Tag Archive for Australian Art

News | Betty Churcher dies aged 84

Betty Churcher. Image via Sydney Morning Herald http://www.smh.com.au/entertainment/art-and-design/former-director-of-national-gallery-of-australia-betty-churcher-dies-aged-84-20150331-1mbppj.html

Sad news that Betty Churcher OAM has died at the age of 84. She was the first woman director at the Art Gallery of Western Australia and at the National Gallery of Australia. At her death she was still only one of a handful of women who have held the top job in a state or national gallery (UPDATED, see below). As well as being one of Australia’s most accomplished arts administrators, Betty Churcher was also a great communicator about art. She is well known far beyond the gallery sector for her journalism and her television programs, which brought art and art history to a wide audience. From the ABC, full story here. Churcher was one of the most adored figures in…

Exhibition | Kate Beynon, Phase Change, and Earth and Sky | TarraWarra Museum of Art

Image: Kate Beynon
Rose of Evening/Spirit of Kwan Yin in the lotus field  2014 (detail)
watercolour, gouache and pencil on cotton rag
77 x 56 cm
Courtesy the artist and Sutton Gallery, Melbourne

Three new exhibitions have opened at TarraWarra Museum of art. All exhibitions run from March 28th until 8th June 2015. Kate Beynon | An-Li: A Chinese Ghost TaleTALE Kate Beynon’s new body of work is inspired by a supernatural Chinese tale of two young spirits who traverse two worlds; one magically aquatic, the other earthly. Beynon has imagined the guiding spirit of the goddess Kwan Yin as their paths lead from tragedy to transformation, hope and healing. The works have been commissioned by Art and Australia for a new hardcover publication, An-Li: A Chinese Ghost Tale, edited by Laura Murray Cree, which will include the tale alongside colour reproductions of the works in this exhibition. The book will be launched to…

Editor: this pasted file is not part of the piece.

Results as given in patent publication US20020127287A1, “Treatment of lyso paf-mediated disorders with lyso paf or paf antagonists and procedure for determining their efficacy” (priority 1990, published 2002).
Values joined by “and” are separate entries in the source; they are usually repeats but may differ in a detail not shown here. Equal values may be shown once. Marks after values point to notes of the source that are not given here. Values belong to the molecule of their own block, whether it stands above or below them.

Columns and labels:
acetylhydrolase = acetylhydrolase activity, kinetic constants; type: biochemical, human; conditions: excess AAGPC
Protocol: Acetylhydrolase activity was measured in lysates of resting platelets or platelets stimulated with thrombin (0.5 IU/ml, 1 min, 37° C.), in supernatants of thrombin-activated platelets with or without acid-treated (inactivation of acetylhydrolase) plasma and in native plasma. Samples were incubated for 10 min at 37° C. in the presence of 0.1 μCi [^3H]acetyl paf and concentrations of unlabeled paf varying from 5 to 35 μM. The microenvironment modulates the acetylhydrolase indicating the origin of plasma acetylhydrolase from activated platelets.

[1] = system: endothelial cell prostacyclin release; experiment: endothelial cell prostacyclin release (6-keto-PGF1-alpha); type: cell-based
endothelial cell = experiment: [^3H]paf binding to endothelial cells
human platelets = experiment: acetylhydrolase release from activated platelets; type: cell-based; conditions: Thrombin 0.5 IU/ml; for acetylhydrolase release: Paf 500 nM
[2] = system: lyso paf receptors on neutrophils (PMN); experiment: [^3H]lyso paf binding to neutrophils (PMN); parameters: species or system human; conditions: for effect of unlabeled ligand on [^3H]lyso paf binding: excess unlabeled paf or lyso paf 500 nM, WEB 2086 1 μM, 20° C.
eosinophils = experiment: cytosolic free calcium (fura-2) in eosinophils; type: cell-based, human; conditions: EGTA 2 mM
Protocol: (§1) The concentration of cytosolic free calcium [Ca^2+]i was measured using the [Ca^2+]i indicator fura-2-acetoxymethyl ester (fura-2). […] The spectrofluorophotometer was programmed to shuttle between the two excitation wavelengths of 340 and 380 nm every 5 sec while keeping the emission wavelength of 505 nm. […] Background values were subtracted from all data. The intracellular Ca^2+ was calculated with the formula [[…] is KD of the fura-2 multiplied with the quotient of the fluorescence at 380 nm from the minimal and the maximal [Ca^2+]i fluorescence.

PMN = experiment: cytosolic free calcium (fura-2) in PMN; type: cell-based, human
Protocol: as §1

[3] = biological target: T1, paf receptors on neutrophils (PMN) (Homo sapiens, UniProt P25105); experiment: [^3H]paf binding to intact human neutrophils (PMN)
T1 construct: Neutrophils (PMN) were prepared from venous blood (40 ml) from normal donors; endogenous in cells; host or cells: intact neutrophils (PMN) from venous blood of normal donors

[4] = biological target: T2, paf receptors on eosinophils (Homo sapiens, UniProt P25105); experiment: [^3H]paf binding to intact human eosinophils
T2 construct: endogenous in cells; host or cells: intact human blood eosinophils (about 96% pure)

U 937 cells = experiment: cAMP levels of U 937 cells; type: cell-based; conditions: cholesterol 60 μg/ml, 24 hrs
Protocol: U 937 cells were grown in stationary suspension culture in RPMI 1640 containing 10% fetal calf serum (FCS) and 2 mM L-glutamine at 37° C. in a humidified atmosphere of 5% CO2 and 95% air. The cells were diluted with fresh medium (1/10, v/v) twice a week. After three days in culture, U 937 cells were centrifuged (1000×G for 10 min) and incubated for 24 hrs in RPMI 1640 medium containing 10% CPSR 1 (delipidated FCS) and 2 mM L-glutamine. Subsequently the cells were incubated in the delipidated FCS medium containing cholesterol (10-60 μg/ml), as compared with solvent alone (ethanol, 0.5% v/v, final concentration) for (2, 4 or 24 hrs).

Symposium | The Legacy of Hugh Ramsay | National Gallery of Australia

File 19-03-2015 3 42 15 pm

Hugh Ramsay’s life was short but his impact endures. In celebration of the endowment of a chair in Australian art history at the University of Melbourne in his name, by his great niece Patricia Fullerton, the Australian Institute of Art History together with the National Gallery of Australia present this one day symposium reassessing his legacies. Date: Monday 30th March 2015, 9:00am – 5.00 pm Venue: James O Fairfax Theatre Free to attend but bookings are essential. Register here. Program 9.45 – 11.00am SESSION ONE Hugh Ramsay and philanthropy Gerard Vaughan, Director, National Gallery of Australia The life of Hugh Ramsay Patricia Fullerton  Hugh Ramsay in an Australian Context Mary Eagle 11.30am – 12.30pm SESSION TWO Hugh Ramsay and George Lambert Anna Gray The portraiture…

Lecture | Terence Maloon on Tony Tuckson and Ian Fairweather at TarraWarra Museum of Art

Tony Tuckson
Black on white, large upright c. 1958-1961
Oil on composition board,
183 x 122.4 cm
Gift of Eva Besen AO and Marc Besen AO 2003,
TarraWarra Museum of Art collection

‘Tuckson, Fairweather and the Crisis of the Easel Picture’ | Terence Maloon, Director, ANU Drill Hall Gallery and Art Collection To celebrate the exhibitions Ian Fairweather: The Drunken Buddha and Tony Tuckson: Paintings and Drawings, the curator, art historian and critic Terence Maloon will present a keynote lecture on these two major Australian artists. In particular, he will discuss how each artist responded to, and acted out, what the critic Clement Greenberg described in 1948 as the ‘crisis of the easel picture’. The lecture followed by refreshments. Date: 8th February, 4-5pm Venue: TarraWarra Museum of Art, 311 Healesville -Yarra Glen Road, Healesville. Website: www.twma.com.au Tickets $20.00 adult / $15 concession (Pension & Student card holders). Includes Museum entry, lecture &…